And as they came from all ends of the Earth including Cork & England, (the US contingency are still recovering from Vegas) I would love to say I wowed the crowds with my cakes, but I never got to taste them as my Mother-in-Law kept me dancing all night after she blew out the candles and performed her paparazzi smiles.  Off she went down south the next day for a few days Spa  holiday to recuperate whilst I felt I needed a Zimmerframe the following week. 

Which brings me to Tana Ramsay.  Hands up I did under-estimate her and never took her seriously, the wife of a celebrity chef, but after reading the introduction and background information (ordinary farming country childhood) to her book and scanning the recipes I was pleasantly surprised.  This was a free publication with a well-known magazine being re-sold in a charity shop with an enormous selection of second-hand books.  To put it simply I have made three or four of her no-nonsense honest family food recipes and they have all turned out good and of course she may have a ghost writer, but she definitely has her own softly spoken sophisticated style with food.  And as they say, the backbone of every good man was or is a good woman…

 This Gluten Free cake is testament.

Adapted from ‘Good, Honest Food Made Easy’ by Tana Ramsay

You Will Need –

3 Clementines

5 eggs (medium)

250g / 9oz caster sugar

100g / 4 oz polenta

100g / 4oz ground almonds

1 tsp baking powder

To Decorate –

Your favourite buttercream recipe

To Do –

Pre-heat oven to 170C /325F

Grease and line with baking parchment or brown paper a spring form cheesecake tin.

Wash the clementines and put in a saucepan covering with water.

Bring to the boil and simmer for an hour.

Blitz in a food processor for a minute keeping some texture, but not a puree.

Pick out the pips, or strain through a sieve, there shouldnt be many.

With an electric beater whisk the eggs, sugar polenta, almonds and baking powder.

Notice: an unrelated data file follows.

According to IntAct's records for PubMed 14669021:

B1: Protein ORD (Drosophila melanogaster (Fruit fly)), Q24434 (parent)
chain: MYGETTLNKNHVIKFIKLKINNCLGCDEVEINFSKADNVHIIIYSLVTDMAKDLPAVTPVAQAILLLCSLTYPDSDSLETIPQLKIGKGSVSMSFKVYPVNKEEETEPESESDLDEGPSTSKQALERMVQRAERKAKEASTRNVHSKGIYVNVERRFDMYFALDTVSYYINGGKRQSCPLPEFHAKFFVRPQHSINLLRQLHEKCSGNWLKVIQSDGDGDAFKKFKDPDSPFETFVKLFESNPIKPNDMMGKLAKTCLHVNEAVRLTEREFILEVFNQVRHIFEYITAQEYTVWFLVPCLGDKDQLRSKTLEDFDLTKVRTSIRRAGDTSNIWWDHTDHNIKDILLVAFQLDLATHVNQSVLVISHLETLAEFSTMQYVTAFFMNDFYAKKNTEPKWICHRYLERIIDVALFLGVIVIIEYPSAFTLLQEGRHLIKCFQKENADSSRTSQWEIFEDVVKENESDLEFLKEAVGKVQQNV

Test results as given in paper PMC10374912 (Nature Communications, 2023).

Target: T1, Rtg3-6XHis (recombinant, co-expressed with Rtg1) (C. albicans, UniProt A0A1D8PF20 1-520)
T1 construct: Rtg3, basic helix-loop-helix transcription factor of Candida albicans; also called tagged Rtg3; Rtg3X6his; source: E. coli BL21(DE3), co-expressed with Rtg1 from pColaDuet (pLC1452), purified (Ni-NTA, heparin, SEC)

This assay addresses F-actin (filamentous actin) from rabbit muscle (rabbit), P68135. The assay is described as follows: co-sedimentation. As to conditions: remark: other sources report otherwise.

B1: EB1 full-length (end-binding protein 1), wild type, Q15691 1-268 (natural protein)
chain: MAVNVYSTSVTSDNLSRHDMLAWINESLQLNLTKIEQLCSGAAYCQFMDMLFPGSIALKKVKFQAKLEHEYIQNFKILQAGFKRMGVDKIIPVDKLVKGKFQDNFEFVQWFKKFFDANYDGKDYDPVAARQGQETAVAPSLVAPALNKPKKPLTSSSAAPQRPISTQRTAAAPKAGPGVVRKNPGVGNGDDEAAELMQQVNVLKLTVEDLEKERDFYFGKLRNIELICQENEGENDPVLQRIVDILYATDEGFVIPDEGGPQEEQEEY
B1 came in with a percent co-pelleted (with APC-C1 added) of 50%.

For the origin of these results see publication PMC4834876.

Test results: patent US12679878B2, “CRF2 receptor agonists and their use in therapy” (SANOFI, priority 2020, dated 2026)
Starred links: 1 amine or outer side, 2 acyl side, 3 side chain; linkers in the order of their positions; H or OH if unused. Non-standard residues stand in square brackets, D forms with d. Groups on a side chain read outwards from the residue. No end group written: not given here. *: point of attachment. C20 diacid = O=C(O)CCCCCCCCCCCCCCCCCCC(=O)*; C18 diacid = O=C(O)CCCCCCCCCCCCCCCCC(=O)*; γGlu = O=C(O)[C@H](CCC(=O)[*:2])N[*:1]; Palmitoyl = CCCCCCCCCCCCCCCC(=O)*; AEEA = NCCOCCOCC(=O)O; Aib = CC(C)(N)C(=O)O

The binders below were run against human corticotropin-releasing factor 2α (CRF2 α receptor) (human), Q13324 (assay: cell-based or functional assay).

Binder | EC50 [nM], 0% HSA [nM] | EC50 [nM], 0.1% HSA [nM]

Add the blitzed clementines.

Pour into the tin and bake for approximately 1 hour. Test by inserting a clean skewer and if it comes out clean the cake is ready, if not bake for another 15 minutes.

This cake will sink slightly in the middle. Leave to cool in the tin before turning out and decorating with buttercream or just eat as is.


Sheelagh x

ABC of Me Award



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I was awarded the Awesome Blog Content award a little while back by ArignaGardener, a lovely Irish blog which you should definately have a look at, so thanks Bridget, I do graciously accept and apologies for the delay!

The rules of accepting the award are to share something about yourself using the letters of the alphabet. This is tougher than it looks, but here you go….

A – Art, something I love and wish I was better at.

B – Baking, I cant get enough of it lately

C – Chef, of which I was before my lovely children

D – Determination, I dont give up easily (can be a good & not so good trait!)

E – England, born in Liverpool to Irish parents (so am not officially Scouse I think)

F – Father, mine is fantastic and I’m very lucky

G – Gardening, something I love but have a blind spot for weeds 😉

H – Housework…. Ugh!!!

I – Ireland, where I was raised and love.

J – Jam, I used to make a LOT for my market stall

K – Kids, my whole world and who make me laugh and smile most of the time

L – Loyalty, a trait I am good at

M – Mother, who is fantastic and Im very lucky

N – Nature, love being outdoors.

O – Okra, one of the few vegetables I detest

P – Purple, a color I like

Q – Queit time, when I do get it I value it

R – Reading, Im either in the midst of 3 books at a time or don’t read for months

S – Strength, I use kettle bells for workouts to build strength and tone

T – Theatre, I worked in street theatre for a couple of years.

U – Underestimate, something I try not to do with people

V – Vegetarian, of which I was for 9 years